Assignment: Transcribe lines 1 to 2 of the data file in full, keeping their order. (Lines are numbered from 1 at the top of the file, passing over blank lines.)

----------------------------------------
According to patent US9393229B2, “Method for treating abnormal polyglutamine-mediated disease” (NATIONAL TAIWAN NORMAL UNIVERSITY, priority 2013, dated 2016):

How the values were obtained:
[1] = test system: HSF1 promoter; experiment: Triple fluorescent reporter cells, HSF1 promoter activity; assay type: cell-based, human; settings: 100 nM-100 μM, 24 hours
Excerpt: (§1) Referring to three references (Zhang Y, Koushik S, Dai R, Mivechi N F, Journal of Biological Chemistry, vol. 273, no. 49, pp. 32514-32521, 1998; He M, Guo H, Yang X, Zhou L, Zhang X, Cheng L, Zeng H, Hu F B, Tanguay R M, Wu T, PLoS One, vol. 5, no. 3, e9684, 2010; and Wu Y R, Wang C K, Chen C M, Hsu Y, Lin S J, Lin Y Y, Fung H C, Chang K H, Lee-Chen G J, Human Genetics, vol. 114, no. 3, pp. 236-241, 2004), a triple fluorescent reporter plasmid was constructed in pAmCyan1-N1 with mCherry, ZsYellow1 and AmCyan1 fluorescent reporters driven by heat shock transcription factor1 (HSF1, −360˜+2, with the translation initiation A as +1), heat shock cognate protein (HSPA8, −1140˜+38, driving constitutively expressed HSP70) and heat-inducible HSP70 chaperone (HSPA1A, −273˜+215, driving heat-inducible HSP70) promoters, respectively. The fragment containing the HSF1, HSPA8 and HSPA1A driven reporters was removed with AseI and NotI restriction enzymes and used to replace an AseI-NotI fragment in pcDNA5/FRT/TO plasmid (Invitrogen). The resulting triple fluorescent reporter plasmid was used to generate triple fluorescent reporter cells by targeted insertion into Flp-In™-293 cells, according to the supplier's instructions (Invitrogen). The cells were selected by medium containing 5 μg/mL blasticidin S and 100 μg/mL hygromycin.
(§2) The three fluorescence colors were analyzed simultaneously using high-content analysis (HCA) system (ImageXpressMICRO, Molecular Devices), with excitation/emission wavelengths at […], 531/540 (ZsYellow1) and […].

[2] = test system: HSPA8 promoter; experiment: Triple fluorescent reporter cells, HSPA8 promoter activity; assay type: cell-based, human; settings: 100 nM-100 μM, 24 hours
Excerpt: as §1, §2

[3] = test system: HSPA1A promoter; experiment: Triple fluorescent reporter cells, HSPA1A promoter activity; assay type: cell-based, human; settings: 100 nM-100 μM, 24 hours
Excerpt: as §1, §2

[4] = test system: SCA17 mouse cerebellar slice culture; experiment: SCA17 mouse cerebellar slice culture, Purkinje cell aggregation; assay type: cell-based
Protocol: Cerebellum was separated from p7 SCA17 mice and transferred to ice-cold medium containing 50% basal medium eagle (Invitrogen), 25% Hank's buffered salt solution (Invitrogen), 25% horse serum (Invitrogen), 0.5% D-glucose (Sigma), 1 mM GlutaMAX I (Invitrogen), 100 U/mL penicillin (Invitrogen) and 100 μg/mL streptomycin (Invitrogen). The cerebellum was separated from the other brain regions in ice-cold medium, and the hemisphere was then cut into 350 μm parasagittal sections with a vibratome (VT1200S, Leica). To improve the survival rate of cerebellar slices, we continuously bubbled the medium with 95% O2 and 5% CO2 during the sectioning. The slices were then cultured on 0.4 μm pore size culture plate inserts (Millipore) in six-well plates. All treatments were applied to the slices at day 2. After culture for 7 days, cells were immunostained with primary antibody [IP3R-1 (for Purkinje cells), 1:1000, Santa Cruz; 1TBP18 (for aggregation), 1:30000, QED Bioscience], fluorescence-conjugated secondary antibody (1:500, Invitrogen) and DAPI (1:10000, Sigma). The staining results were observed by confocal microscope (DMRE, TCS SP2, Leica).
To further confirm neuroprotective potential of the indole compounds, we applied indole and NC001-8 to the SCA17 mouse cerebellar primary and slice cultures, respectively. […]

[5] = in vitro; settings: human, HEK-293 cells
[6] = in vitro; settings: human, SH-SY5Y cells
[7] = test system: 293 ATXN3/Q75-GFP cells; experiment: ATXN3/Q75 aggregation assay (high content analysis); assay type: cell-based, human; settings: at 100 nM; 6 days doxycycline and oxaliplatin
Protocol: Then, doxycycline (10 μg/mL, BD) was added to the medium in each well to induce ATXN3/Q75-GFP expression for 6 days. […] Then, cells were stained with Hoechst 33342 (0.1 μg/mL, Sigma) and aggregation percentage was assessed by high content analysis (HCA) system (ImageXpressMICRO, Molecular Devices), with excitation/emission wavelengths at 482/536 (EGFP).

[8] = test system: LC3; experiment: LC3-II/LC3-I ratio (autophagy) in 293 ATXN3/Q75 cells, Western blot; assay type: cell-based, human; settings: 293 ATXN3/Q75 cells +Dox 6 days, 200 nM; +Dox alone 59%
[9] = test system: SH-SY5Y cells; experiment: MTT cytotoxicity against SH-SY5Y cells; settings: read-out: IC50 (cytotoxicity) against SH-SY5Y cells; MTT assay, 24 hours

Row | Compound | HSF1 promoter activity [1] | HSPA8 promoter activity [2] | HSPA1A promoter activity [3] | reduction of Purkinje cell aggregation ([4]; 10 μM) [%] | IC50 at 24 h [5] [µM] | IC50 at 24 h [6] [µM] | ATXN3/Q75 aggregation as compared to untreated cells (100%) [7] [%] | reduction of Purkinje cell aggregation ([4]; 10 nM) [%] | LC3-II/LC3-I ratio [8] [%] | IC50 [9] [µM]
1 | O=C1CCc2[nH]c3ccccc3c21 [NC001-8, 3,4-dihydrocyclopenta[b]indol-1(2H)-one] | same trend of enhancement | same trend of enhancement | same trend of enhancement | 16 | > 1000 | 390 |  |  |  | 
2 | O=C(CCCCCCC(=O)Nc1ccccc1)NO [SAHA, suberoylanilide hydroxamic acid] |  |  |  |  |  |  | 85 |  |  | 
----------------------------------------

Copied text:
According to patent US9393229B2, “Method for treating abnormal polyglutamine-mediated disease” (NATIONAL TAIWAN NORMAL UNIVERSITY, priority 2013, dated 2016):

How the values were obtained: